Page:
Department of Health and Human Services

Focused Mitigation Strategies to Protect Food against Intentional Adulteration

The proposed “Focused Mitigation Strategies to Protect Food against Intentional Adulteration” rule is intended to supplement four previous bioterrorism rules to reduce the probability of a successful terrorist act involving processed food.1 Congress mandates an essentially redundant regulation while paying no attention to the identified threat of intentional contamination through the mechanism of foot and mouth disease, which could cost the US economy in excess of $10 billion.

Deeming Tobacco Products To Be Subject to the Federal Food, Drug, and Cosmetic Act

This public interest comment estimates the range of annual benefits (costs avoided) associated with e-cigarette use as $15.6 billion to $49.2 billion and that 2.4 million to 6.4 million smokers may potentially become ex-smokers by using e-cigarettes. Estimates are based on a range of quit rates from the current literature and assume all smokers interested in quitting use e-cigarettes. Even a fraction of estimated benefits (costs saved) are substantial. These estimates indicate the FDA is jeopardizing public health by not estimating benefits associated with e-cigarettes using data from readily available studies on their efficacy as harm-reduction tools.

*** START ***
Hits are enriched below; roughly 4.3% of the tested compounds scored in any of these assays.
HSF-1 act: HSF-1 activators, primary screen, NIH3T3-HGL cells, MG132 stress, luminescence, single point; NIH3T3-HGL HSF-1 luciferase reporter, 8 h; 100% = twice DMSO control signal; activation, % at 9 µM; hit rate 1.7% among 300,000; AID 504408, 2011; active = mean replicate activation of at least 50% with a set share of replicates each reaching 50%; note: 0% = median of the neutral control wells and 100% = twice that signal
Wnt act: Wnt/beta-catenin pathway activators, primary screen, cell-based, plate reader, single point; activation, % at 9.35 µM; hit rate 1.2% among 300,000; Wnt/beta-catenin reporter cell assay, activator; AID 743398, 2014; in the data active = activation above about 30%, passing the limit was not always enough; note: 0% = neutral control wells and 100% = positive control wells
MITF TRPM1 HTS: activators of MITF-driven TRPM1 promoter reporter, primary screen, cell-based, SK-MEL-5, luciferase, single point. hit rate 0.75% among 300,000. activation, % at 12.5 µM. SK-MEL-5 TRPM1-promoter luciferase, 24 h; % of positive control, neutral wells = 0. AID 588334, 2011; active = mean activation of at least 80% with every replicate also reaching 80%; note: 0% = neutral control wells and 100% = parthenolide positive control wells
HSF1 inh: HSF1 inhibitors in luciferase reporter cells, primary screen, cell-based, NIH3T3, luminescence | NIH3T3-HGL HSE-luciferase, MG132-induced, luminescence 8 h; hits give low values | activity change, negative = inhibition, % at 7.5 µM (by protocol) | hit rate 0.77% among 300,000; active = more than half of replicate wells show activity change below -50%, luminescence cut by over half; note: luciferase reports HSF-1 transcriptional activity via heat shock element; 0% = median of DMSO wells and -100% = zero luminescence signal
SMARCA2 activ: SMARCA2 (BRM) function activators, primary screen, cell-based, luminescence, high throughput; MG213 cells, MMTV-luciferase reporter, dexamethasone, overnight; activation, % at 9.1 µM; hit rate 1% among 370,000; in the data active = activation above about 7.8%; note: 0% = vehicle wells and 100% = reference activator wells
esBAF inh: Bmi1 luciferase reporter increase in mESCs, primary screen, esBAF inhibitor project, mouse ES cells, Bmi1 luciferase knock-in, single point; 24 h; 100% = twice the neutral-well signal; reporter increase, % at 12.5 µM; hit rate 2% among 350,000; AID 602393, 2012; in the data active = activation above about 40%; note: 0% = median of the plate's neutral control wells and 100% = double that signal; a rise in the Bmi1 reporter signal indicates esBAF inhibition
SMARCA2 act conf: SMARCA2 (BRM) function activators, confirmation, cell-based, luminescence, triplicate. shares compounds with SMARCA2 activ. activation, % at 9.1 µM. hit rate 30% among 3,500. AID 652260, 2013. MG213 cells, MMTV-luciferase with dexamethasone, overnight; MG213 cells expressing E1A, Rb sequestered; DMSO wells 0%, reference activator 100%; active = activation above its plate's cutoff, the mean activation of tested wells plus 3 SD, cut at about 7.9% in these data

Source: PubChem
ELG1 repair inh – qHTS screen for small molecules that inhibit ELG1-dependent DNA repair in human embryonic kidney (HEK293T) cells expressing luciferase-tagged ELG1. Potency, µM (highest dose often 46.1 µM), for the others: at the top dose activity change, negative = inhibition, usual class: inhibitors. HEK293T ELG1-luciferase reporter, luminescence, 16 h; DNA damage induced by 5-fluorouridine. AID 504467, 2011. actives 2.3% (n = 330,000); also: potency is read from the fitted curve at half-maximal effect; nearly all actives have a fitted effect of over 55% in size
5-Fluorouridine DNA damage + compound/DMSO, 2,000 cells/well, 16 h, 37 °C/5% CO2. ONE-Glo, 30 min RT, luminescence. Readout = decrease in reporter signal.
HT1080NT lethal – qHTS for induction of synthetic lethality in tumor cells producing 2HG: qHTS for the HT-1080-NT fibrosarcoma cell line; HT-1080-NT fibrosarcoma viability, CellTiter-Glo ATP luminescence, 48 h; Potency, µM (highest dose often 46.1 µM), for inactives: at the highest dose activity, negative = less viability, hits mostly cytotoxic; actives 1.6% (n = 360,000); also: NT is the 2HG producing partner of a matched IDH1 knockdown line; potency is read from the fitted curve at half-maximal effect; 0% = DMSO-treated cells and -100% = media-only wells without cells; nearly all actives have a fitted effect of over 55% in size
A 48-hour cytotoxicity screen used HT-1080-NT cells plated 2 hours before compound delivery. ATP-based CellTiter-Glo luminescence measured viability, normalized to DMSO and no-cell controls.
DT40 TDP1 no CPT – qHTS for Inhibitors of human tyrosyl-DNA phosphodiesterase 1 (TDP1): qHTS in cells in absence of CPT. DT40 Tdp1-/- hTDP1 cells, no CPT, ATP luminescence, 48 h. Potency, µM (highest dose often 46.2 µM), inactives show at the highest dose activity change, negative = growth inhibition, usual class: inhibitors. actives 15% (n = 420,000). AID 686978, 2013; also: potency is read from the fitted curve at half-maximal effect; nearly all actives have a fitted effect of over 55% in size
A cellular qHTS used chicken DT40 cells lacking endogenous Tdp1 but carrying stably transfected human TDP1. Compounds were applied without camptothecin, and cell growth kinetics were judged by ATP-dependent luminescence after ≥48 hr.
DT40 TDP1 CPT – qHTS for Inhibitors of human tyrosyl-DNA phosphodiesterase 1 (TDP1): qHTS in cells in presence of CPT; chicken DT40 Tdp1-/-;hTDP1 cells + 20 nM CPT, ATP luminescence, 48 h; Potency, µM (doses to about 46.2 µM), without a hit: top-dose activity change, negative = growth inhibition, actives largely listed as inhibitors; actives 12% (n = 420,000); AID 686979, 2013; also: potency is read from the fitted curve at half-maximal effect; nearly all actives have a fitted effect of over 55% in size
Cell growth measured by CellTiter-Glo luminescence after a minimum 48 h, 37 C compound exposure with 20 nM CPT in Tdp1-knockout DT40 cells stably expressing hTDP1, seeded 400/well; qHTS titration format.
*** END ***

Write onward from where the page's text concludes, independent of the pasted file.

Food Labeling: Revision of the Nutrition and Supplement Facts Labels

Pursuant to the Nutrition Labeling and Education Act (NLEA) of 19901 and the Dietary Supplement Health and Education Act (DSHEA) of 1994,2 the Food and Drug Administration (FDA) issued regulations requiring food and dietary supplement products to display labels declaring their nutrient content. The regulations specified the format for nutrition labeling as well as the reference values to use in declaring the nutrient content.

Food Labeling: Serving Sizes of Foods That Can Reasonably Be Consumed at One-Eating Occasion; Dual-Column Labeling; Updating, Modifying, & Establishing Certain Reference Amounts Customarily Consumed; Serving Size for Breath Mints; & Technical Amendments

    • Robert Scharff
The Nutrition Labeling and Education Act of 1990 (NLEA) gives the FDA authority to regulate information displayed on food products and describes how a lack of certain types of information would be considered misbranding.1 Two rules, sharing one preliminary regulatory impact analysis (PRIA),2 have been proposed based on the authority granted by NLEA.3 The first rule covered by the PRIA, titled “Food Labeling: Revision of the Nutrition and Supplement Fact Labels” (NPRM1), includes a laundry list of potential changes that are designed to “assist consumers in maintaining healthy dietary practices.”4 The changes required are numerous and involve changes to labels, increases in recordkeeping, and new analytic requirements.

Current Good Manufacturing Practice and Hazard Analysis and Risk-Based Preventive Controls for Food for Animals

The Food Safety Modernization Act, signed in 2011, directs the Food and Drug Administration (FDA) to adopt regulations requiring facilities that manufacture, process, pack, or hold food, including animal food, to implement preventive controls to ensure that the food is not “adulterated,” as defined in section 402 of the Food, Drug, and Cosmetic Act.